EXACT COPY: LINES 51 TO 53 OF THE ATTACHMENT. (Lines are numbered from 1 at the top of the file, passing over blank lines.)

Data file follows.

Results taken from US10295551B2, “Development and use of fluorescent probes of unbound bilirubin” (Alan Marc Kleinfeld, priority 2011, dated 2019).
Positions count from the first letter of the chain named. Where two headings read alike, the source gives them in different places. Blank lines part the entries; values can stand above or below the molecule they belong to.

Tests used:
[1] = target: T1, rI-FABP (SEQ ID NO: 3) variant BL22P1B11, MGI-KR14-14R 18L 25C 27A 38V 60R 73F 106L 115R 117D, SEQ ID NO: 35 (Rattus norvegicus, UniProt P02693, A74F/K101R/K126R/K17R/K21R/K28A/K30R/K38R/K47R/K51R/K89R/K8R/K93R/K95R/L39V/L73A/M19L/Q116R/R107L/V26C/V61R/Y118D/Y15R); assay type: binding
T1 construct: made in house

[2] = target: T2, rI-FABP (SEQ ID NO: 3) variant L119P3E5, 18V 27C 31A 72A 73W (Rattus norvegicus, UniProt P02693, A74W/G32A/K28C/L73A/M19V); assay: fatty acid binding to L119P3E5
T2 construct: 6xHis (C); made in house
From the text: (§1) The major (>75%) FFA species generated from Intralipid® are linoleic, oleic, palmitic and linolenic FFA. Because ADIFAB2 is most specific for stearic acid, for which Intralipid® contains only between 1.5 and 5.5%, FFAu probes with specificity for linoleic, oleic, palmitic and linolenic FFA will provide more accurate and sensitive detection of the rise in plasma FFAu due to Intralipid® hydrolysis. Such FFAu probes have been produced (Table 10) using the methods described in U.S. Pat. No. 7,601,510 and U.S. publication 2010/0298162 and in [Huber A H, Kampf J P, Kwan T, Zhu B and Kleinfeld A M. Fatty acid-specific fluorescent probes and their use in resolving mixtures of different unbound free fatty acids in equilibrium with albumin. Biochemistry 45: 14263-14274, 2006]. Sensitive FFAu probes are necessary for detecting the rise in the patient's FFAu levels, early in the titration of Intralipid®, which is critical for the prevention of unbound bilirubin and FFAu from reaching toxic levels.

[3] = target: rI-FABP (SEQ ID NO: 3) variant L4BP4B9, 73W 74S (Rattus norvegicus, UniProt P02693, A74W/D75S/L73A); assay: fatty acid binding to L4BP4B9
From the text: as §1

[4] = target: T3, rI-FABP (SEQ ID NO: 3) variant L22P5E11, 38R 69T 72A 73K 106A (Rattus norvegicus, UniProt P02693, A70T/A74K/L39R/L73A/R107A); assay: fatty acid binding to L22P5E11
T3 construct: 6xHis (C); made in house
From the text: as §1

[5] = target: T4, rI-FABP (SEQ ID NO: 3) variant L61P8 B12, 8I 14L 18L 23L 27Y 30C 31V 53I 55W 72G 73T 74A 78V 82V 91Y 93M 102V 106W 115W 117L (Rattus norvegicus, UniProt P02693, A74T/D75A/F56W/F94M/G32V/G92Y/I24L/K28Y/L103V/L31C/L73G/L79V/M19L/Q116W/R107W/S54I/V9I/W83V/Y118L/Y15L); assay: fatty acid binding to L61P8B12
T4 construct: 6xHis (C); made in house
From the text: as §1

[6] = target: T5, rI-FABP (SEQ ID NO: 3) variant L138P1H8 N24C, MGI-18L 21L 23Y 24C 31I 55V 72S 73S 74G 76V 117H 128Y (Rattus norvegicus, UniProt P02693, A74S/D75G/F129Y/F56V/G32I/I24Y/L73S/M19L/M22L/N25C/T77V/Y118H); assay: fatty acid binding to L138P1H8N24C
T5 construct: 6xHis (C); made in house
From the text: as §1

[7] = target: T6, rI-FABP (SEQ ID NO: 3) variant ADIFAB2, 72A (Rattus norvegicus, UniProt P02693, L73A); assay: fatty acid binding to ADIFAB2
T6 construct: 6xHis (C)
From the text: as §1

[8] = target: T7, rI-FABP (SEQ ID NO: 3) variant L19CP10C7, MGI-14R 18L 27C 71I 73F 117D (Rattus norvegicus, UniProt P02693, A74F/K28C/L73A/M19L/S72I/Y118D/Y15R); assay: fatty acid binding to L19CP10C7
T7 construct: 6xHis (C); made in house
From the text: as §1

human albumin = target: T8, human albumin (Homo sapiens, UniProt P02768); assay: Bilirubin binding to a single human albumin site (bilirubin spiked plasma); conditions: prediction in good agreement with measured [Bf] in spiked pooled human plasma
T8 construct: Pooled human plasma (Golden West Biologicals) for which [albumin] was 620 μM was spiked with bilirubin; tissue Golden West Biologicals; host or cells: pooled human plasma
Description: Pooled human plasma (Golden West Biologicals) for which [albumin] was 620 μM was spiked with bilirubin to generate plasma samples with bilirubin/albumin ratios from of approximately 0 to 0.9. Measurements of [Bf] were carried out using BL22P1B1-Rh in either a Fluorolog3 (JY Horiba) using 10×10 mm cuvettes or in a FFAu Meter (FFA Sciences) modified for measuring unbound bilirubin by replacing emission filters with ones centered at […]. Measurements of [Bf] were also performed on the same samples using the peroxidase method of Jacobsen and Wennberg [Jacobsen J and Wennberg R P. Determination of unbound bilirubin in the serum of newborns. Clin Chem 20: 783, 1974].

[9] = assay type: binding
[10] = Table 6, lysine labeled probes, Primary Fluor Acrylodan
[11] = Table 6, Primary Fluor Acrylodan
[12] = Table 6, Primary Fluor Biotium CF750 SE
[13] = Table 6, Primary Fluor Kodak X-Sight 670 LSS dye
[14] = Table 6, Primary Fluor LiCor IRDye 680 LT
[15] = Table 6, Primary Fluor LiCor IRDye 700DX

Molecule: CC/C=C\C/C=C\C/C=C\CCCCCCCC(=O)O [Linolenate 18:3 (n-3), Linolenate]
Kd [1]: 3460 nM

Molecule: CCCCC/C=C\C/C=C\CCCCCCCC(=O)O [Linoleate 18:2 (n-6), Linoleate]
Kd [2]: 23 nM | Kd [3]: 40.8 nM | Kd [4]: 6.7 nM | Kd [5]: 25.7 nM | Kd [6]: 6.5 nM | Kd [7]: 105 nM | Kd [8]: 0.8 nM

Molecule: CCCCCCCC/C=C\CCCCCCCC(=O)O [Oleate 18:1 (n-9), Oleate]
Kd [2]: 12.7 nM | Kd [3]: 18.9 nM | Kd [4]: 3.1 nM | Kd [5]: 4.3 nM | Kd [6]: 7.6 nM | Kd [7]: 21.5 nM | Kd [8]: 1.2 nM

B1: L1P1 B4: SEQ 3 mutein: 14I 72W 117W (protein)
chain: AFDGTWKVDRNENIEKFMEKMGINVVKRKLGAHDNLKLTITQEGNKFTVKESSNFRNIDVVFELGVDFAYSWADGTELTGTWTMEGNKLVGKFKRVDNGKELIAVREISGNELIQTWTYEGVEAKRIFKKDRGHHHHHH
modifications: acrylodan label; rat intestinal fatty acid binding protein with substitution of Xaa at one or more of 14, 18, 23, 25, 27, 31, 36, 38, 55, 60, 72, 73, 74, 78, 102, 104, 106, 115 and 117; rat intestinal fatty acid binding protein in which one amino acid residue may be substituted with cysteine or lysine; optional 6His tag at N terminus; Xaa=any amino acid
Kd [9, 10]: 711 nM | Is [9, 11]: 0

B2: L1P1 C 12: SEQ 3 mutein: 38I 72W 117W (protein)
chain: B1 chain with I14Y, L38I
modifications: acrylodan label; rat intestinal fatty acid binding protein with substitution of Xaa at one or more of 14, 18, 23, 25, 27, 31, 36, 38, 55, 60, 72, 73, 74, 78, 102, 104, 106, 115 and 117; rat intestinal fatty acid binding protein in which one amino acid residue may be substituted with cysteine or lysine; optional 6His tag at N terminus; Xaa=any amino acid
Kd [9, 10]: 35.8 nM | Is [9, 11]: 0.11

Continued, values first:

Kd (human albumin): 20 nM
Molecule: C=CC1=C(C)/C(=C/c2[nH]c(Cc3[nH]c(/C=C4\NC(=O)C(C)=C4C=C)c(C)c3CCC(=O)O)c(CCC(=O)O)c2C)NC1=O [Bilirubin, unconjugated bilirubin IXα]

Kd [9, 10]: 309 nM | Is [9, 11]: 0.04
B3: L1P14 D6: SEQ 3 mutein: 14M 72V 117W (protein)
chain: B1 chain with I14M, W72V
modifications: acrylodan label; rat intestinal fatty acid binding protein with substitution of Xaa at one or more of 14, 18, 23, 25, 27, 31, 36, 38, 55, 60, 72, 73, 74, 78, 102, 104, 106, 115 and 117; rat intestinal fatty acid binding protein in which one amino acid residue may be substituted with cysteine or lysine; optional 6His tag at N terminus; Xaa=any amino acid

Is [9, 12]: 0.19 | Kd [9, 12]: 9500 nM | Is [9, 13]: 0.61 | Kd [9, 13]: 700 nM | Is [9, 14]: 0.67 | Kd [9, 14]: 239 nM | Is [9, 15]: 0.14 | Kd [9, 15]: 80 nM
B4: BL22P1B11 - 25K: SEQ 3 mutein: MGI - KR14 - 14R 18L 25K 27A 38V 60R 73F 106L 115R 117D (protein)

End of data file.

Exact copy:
Kd (human albumin): 20 nM
Molecule: C=CC1=C(C)/C(=C/c2[nH]c(Cc3[nH]c(/C=C4\NC(=O)C(C)=C4C=C)c(C)c3CCC(=O)O)c(CCC(=O)O)c2C)NC1=O [Bilirubin, unconjugated bilirubin IXα]

Kd [9, 10]: 309 nM | Is [9, 11]: 0.04